Bill Malone hosts the Wednesday morning Back To The Country radio program on Madison’s WORT (89.9 FM).  He’s a transplanted southerner who is a renowned historian of country music and married to the delightful Bobbie Malone.  I’ve seen them perform a few times and they are as authentic and honest and charming a country/bluegrass duo as you’ll ever see.  Bill is tall and square-jawed; broad-shouldered and stoic behind his yellowing, dog-eared Martin guitar.  He is a mountain of constancy as he plays solid rhythm beside the diminutive Bobbie’s chirpy mandolin.

Bobbie tells the story of the song’s genesis: “Bill and I were traveling to New Orleans from a visit to Texas, and I was sort of napping when Bill shared his insight about The Tennessee Waltz and a sad Ricky Skaggs song that was on the tape.”  Bill, evidently, would often put together compilation tapes for these long drives.  His insight that night was that a lot of hearts have been broken in waltz time.

How often mistreated, how soon left behind, / How quickly forgotten / In three-quarter time?

But it’s herself Bobbie sings of as she recalls her own loves and losses over the years.

Remembering false loves / Buried deep in the past, / Recalling those partings, / The pain comes to mind

Then she wraps it up with how lucky she is now that all of that is behind her and she is driving down this road on this night with her sweetheart.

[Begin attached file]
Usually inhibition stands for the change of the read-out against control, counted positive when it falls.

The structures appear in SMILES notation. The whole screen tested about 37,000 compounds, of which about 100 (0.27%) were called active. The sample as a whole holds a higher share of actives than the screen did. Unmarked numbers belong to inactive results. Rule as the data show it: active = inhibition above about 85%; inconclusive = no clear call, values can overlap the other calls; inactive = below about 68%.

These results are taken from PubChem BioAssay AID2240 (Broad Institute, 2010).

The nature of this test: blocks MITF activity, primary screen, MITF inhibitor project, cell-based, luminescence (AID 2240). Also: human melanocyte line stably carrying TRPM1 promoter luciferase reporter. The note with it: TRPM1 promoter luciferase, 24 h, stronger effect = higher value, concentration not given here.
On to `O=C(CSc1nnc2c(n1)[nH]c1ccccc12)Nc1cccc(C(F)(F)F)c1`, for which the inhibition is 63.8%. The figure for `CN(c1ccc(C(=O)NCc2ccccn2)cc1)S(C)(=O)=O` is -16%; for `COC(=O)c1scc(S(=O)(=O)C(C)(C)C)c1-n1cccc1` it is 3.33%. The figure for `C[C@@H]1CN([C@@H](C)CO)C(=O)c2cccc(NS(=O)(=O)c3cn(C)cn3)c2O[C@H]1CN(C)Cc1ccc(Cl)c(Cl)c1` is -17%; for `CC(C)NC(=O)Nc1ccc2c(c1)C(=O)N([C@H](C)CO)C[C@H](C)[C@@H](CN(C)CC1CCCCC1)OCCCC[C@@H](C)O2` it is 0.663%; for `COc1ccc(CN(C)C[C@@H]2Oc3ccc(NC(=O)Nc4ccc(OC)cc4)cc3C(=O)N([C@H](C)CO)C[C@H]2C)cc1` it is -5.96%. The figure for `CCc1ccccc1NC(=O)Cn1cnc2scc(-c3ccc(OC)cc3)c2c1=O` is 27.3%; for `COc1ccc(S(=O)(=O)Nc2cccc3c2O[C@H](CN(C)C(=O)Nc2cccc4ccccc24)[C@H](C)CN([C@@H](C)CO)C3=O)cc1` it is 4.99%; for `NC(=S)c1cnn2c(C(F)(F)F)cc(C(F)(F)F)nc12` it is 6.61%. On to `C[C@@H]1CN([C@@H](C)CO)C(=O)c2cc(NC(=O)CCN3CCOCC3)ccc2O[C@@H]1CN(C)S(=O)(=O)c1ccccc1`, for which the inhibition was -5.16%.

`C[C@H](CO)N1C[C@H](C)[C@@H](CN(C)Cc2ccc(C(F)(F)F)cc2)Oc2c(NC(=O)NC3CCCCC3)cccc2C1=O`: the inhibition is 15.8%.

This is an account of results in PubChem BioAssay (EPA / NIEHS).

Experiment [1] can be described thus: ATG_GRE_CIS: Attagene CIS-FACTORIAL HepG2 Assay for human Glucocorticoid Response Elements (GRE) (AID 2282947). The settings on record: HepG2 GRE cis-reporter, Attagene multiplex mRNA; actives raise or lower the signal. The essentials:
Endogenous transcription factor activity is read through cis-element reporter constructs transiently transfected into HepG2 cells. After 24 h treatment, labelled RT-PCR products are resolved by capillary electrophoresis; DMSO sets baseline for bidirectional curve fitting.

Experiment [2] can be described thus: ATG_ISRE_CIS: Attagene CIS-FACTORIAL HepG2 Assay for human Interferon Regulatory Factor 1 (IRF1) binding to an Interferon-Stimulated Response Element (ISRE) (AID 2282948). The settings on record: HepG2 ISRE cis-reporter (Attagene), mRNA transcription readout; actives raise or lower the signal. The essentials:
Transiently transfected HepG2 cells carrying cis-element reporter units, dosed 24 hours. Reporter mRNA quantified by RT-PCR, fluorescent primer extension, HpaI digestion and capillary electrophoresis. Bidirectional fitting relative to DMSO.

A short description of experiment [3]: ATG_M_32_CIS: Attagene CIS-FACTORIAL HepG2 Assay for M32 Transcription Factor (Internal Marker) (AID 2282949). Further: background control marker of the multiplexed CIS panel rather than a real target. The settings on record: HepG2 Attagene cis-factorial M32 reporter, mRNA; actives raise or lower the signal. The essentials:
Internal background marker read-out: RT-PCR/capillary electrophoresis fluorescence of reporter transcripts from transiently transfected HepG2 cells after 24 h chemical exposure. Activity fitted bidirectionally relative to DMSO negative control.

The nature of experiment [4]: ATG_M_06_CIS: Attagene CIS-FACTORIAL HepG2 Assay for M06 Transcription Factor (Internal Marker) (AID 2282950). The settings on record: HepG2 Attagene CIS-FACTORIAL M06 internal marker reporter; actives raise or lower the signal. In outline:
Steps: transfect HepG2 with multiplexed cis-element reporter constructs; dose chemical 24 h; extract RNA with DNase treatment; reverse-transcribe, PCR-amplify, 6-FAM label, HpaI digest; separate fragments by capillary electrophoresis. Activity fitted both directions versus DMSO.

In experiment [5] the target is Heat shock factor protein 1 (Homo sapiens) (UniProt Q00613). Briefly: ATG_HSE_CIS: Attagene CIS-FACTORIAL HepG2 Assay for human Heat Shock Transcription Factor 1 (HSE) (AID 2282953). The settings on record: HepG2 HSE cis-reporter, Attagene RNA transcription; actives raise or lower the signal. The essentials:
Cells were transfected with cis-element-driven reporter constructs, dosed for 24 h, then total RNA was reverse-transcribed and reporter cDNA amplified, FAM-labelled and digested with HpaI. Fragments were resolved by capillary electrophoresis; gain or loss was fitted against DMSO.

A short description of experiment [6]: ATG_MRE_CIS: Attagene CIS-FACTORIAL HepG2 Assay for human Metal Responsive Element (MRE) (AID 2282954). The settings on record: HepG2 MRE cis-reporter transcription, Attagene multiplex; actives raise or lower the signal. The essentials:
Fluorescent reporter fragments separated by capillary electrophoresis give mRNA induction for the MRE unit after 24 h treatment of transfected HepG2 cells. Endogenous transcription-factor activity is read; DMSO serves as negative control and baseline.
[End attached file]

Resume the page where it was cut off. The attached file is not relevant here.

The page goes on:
How often he holds me, / And fills heart and mind; / True love’s healing memories— / Those lost in waltz time

I heard the two of them play this at a small gathering of songwriters and players on Madison’s east side one night a couple of months ago.  They sucked me right in and it was the highlight of the night.

I remember thinking that this song seemed to have it all.  It had the clever country title, the waltz-time hook, the pretty melody, the well-turned harmonies, and a nifty story to boot.  But it had the two of them, as well, living the ending of the tale and letting it roll out in three-quarter time.  “I started to think of the song as a joke”, Bobbie told me, “But then it turned out to be an original.”  Maybe it’s that touch of whimsy coupled with the Malones’ fine delivery that makes this song so memorable.  Whatever it is, I wish I had a recording of it.

You can’t find Bobbie and Bill Malone on their own website yet.  They’re still working on it.  But don’t worry; they are so much a part of the Madison music scene that you’ll run into them eventually.